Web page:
The silent film Memories of Mirrors / Dramatic personalities after Mary Wigman and Madame d’Ora (2007/08) stages reenactments of well-known photographs that Madame d’Ora took of Mary Wigman’s Dance Company in the 1920s. These images are visual representations of Wigman’s philosophy; the dancer/choreographer developed her own style of modern dance that broke away from its subordination to music and was characterized by dramatic, expressive gestures.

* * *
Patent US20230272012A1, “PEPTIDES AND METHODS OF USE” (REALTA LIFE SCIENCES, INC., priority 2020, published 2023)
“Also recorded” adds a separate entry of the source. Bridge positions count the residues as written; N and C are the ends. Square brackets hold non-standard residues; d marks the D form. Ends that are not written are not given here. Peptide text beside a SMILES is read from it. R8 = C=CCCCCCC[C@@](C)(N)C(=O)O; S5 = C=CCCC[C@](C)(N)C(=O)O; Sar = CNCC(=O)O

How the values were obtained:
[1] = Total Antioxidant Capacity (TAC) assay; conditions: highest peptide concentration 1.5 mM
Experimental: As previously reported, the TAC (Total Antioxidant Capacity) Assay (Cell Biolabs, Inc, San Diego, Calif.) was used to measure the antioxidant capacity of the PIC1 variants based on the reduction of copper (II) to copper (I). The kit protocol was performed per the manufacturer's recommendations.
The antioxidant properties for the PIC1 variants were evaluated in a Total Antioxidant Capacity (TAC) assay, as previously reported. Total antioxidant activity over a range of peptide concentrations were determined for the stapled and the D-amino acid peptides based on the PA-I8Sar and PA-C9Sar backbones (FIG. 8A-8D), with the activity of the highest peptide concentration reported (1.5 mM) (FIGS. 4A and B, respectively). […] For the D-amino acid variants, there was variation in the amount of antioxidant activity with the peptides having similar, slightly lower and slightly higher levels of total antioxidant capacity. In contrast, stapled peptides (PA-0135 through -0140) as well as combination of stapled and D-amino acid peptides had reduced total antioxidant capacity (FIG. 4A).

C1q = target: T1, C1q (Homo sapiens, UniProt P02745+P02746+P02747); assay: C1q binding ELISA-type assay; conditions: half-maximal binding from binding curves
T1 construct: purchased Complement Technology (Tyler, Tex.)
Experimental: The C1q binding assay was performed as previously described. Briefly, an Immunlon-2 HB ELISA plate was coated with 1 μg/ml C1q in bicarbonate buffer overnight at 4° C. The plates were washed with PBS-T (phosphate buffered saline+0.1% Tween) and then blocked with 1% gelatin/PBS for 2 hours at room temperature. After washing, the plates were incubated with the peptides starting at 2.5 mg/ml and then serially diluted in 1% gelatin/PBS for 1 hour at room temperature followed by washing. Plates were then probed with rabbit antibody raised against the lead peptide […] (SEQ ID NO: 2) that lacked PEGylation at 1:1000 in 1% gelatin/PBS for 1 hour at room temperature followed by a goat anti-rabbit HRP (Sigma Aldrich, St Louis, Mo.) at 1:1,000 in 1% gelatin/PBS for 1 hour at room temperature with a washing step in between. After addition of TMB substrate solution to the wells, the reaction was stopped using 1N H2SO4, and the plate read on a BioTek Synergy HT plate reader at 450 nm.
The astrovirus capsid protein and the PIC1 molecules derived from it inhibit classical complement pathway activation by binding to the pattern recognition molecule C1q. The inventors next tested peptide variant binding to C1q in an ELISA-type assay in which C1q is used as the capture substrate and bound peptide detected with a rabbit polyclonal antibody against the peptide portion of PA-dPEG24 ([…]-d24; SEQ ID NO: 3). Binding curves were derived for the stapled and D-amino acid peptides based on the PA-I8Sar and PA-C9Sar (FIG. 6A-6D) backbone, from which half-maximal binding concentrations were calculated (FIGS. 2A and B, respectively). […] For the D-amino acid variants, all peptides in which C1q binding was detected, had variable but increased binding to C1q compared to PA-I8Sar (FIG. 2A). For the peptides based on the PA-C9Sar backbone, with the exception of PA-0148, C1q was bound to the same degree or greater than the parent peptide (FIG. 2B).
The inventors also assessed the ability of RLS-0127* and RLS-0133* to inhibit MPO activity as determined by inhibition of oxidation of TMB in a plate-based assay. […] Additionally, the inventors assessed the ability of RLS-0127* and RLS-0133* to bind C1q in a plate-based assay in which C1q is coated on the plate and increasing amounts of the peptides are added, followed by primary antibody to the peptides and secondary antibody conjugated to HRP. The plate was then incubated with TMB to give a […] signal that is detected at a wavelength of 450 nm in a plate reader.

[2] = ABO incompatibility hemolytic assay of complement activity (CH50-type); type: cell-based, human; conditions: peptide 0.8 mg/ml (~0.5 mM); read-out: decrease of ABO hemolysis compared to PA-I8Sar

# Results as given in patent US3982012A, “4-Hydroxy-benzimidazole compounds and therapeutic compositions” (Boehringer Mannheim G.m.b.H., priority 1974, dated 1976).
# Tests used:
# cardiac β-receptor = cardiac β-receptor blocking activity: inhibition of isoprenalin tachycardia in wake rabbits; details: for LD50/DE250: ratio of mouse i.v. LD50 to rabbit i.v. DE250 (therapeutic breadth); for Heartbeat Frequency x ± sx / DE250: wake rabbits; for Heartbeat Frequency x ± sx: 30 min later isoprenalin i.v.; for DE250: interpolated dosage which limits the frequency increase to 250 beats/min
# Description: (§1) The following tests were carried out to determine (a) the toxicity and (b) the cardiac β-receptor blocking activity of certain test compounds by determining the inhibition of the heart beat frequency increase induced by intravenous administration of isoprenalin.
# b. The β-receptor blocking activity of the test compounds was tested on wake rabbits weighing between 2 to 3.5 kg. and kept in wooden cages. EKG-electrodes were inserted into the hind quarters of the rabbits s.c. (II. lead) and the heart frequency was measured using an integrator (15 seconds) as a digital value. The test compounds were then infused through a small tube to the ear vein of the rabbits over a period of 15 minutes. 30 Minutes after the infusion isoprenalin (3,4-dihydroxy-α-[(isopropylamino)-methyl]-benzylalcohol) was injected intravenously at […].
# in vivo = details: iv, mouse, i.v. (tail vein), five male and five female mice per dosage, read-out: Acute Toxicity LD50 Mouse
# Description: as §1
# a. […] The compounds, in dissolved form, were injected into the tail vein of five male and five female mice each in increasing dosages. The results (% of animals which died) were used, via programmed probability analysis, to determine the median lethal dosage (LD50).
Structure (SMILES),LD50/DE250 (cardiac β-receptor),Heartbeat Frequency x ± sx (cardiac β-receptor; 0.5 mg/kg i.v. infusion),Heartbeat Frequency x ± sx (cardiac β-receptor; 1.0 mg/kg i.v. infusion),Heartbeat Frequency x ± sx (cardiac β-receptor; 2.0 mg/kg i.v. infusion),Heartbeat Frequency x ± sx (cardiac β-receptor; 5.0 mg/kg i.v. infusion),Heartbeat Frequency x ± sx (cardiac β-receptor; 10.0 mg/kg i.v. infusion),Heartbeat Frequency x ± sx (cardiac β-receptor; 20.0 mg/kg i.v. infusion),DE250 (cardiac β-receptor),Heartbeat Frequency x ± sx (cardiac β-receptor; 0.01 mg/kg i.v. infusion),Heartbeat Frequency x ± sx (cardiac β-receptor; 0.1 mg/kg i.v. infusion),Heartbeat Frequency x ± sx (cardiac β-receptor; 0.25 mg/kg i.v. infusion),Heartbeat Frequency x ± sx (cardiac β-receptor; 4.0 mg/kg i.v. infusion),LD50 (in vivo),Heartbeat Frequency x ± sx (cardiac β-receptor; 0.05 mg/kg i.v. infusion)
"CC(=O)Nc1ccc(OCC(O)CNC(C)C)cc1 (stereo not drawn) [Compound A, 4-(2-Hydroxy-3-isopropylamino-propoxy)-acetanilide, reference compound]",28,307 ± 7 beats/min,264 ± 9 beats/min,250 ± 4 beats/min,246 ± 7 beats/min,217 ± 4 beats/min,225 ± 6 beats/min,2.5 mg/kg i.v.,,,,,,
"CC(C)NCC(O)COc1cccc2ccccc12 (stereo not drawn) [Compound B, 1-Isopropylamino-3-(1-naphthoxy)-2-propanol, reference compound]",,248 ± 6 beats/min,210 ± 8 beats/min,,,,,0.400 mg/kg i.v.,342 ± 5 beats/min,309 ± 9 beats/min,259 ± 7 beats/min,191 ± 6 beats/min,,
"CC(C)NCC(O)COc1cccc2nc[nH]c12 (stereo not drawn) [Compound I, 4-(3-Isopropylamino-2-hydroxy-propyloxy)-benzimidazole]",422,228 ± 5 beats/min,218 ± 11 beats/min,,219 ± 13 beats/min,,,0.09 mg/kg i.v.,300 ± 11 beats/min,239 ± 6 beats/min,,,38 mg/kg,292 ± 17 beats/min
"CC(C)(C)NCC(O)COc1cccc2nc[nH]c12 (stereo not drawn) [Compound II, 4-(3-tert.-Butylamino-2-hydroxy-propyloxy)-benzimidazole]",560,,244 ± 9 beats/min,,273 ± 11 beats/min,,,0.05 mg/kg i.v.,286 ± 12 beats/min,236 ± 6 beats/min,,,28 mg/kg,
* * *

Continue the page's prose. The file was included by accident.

Madame d’Ora (born Dora Kallmus) discovered dance as a subject early in her photographic career and found innovative approaches to representing scenic arrangements and minimalist poses. The central female figure in Ursula Mayer’s film wears a sequined dress that, with her movements and the play of light and shadow, becomes a shimmering, iridescent gown. As the choreography unfolds, her initial self-reflection in a mirror is shifted to the audience, which itself becomes part of the tableau vivant as the mirror reflects the light and short-circuits the space between the dancers, the camera, the projector and the spectators.